17 April 2009 | Martha McKenzie-Minifie
Cargo thieves are stealing food, medicine and other practical items most in the downturn, a report has found.
US supply chain protection company LoJack issued its first cargo theft study last week, based on 2008 data from 600 member organisations of its Supply Chain Information and Analysis Centre.
Of the almost 300 reported thefts of road-freighted goods, food was the type of load stolen most often, in 13 per cent of reported incidents. Pharmaceutical or medical products and building supplies were also high on the list of stolen consignments, each involved in 12 per cent of cases.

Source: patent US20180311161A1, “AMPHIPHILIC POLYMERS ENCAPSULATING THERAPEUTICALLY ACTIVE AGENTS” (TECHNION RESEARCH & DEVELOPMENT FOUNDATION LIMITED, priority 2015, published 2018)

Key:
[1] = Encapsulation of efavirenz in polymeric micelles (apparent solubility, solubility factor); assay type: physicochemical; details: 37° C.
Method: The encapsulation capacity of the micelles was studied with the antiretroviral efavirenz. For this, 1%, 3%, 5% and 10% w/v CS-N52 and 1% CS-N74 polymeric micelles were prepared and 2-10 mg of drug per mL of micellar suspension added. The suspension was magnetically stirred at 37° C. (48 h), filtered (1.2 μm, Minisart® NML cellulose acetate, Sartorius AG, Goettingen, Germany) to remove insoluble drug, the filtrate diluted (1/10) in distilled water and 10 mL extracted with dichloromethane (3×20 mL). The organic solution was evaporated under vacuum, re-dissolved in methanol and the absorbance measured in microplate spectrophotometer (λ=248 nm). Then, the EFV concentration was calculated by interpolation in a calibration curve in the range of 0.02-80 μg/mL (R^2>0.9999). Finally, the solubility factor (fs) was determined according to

"Food and drugs are always a target of thieves, but especially so in a depressed economy," said LoJack SCI's chief executive officer Robert Furtado. "That may explain why those items topped the list, while 'nice-to-have' goods such as music, movies and software came in at only 1 per cent."
Details of how much the stolen goods were worth were not available but Furtardo said the problem was "very profitable" for thieves and costly for companies.
In its recommendations to businesses LoJack suggested organisations conducted driver screening to reduce the incidence of "inside jobs".
The thefts happened most often at truck stops or in parking lots. More than half happened on a Saturday or Sunday. Weekdays with the highest number of hits were Mondays and Thursdays.
The report said organisations should protect themselves by being aware of latest trends in crime. It added that companies should have a strategic plan to safeguard cargo throughout supply chains that include measures to evaluate and regularly audit transportation partners.